Thursday, November 28, 2013

Microsoft giving Africa LIP(s)

Where are we now with software localization in African languages? I'd like to try to take stock in several quick installments, beginning with desktop/laptop software and then moving to mobile devices. This post starts it off with Microsoft Windows and Microsoft Office, due to no particular ordering - I just happened to come across something recently relating to Microsoft's (MS's) localization efforts.

MS's products are offered in diverse languages, but in what might be described as a tiered arrangement. A number of languages have fully localized versions - for MS Office 2013, for instance, there are by my count 40 such versions (which includes only Arabic among African languages, as well as the principal Eurphone languages used in Africa). But for other languages, MS's Local Language Program develops Language Interface Packs (LIPs) for Windows and Office. A LIP includes translations of about 80% of commands (the most frequently used), and is installed over another version, basically changing the language interface to the language of the LIP.

MS has added a number of African language LIPs for Windows and Office over the past decade. This represents a significant amount of work, notably on terminology (another key topic I hope to return to).

MS Windows 7, which was released in 2009, had 10 African language LIPsWindows 8, released in 2012, introduced 3 more African LIPs (Kinyarwanda, Tigrinya, and Wolof), a Botswanan version for Setswana, and allowed installation of Hausa LIP on French in addition to English base language. The following list, derived from lists on the Windows site, summarizes African language LIP support under Windows 7 and 8 (in parentheses are the base languages on which the LIP can be installed, as well as indications for those languages added with 8 but not available for 7):

  • Afrikaans (English base language editions)
  • Amharic (English base language editions)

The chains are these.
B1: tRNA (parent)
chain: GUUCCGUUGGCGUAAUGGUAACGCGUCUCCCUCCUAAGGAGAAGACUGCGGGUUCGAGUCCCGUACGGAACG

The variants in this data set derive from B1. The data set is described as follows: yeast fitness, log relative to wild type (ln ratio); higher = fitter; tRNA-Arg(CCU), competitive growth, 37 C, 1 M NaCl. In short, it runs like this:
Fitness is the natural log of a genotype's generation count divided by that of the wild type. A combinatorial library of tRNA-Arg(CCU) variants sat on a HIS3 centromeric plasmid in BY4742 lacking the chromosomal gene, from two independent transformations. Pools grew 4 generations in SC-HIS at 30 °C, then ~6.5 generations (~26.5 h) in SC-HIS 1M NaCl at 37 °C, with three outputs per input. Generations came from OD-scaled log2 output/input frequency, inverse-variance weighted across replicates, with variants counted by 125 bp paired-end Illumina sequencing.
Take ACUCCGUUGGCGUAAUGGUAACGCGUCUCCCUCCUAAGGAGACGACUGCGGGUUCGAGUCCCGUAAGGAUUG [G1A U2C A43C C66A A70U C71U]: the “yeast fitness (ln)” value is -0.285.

• Hausa (English base language editions; in Windows 8, French base language also)
  • Igbo (English base language editions)
  • Kinyarwanda (in Windows 8 only; English base language editions)
  • Sesotho sa Leboa (English base language editions)
  • Setswana 
    • Botswana (in Windows 8 only; English base language editions)
    • South Africa (English base language editions)
  • Swahili (English base language editions)
  • Tigrinya (Ethiopia) (in Windows 8 only; English base language editions)
  • Wolof (in Windows 8 only; English base language editions & French base language)
  • Xhosa (English base language editions)
  • Yoruba (English base language editions)
  • Zulu (English base language editions)

The number of MS Office LIPs for African languages has gone from three for Office 2003 to 13 for Office 2013 (that's out of a total of over 100 LIPs worldwide). The table below is adapted from information on their Office Language Interface Pack (LIP) downloads page (check marks indicate LIP available):

Language Native name MS Office
MS Office
MS Office
MS Office
Afrikaans Afrikaanse
Amharic አማርኛ
Hausa Hausa
Igbo Igbo
Kinyarwanda Kinyarwanda
Sepedi /
Northern Sotho
Sesotho sa Leboa 
Setswana (South Africa)  Setswana
Swahili KiSwahili
Tigrinya ትግርኛ
Wolof Wolof
Xhosa isiXhosa
Yoruba ede Yorùbá
Zulu isiZulu

I have no information on any plans for other African languages.

MS additionally offers Multilingual User Interfaces which provide language interface options on a single device, though it is not clear whether any of these offer any African languages. (The term Language Packs, as distinguished from LIPs, has me [and apparently also Wikipedia?] a bit confused as it seems to be used in different ways.)

See also MS's Language Portal for additional information on their localization efforts. Also worth noting that evidently MS completed the LIPs much more quickly with recent releases than they had in the past.

I'd invite any comments - corrections or additional information. In getting back up to speed on this I again encountered MS's ever complex array of sites and pages about different programs, products, and versions, so it's probable I missed some relevant information... 

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